What do the ABA, the Olympics, and Strengths Have In Common?
I’m back from several weeks of travel connected with a short vacation, the ABA Annual meeting, and client work in Colorado. In between I’ve been enjoying snippets of the Olympics, and contemplating the relationship of coaches to competitors in individual events like gymnastics, diving, and track and field.
But first, a big Thank You to everyone who turned out for the panel I moderated on Building Better Lawyers in Chicago at the ABA Annual meeting last week. I was joined by Professor Bill Henderson of the Maurer School of Law at Indiana University, Dr. Arin Reeves, JD, of Nextions consulting, and Scott Westfahl, Director of Professional Development for the 850 attorney law firm of Goodwin Procter LLP. The conversation about how individuals and organizations can benefit from research identifying the competencies of effective lawyering was fastpaced, and the audience was full of questions. We devoted a fair amount of time to talking about strengths and competencies, that is, balancing the time an attorney spends working to improve their weaknesses, versus leveraging their strengths. As Scott noted, professionals must meet a specified level of competency in every key area, whether that’s analytical thinking, written skills, oral advocacy, client relationships, or hard work (or any of the other 21 competencies identified in the Berkeley research that Bill presented, or adopted as competencies by law firms or in-house departments). But your ability to soar is driven largely by how you apply your strengths to your goals, versus trying to develop a weaker area, once you’ve achieved satisfactory competency.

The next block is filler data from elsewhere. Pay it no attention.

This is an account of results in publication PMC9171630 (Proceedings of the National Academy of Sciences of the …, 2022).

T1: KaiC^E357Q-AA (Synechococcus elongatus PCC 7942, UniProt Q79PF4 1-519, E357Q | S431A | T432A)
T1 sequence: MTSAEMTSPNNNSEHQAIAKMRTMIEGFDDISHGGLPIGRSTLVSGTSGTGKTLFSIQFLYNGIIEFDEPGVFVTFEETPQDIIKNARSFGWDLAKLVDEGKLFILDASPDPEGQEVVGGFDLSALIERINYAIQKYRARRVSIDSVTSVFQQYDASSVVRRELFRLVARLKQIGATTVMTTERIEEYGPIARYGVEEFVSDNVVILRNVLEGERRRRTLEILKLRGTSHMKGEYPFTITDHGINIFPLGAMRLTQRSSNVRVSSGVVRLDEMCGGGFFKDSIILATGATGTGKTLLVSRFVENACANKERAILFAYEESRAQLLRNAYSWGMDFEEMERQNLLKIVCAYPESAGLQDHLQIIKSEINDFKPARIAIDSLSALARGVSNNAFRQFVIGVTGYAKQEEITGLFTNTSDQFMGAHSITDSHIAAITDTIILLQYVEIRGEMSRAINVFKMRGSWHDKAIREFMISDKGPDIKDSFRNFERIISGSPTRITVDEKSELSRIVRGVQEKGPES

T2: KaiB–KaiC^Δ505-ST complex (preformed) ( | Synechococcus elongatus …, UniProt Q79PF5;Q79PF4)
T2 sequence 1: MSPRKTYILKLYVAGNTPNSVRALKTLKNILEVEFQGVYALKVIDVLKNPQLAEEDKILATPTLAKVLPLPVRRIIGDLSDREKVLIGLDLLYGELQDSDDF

Many of my executive coaching clients are surprised by this approach, but see great progress once they identify their strengths, and focus on operating more from their strengths to conquer the challenges they face. And guess what, it’s not only more effective, it’s more fun. Give it a try!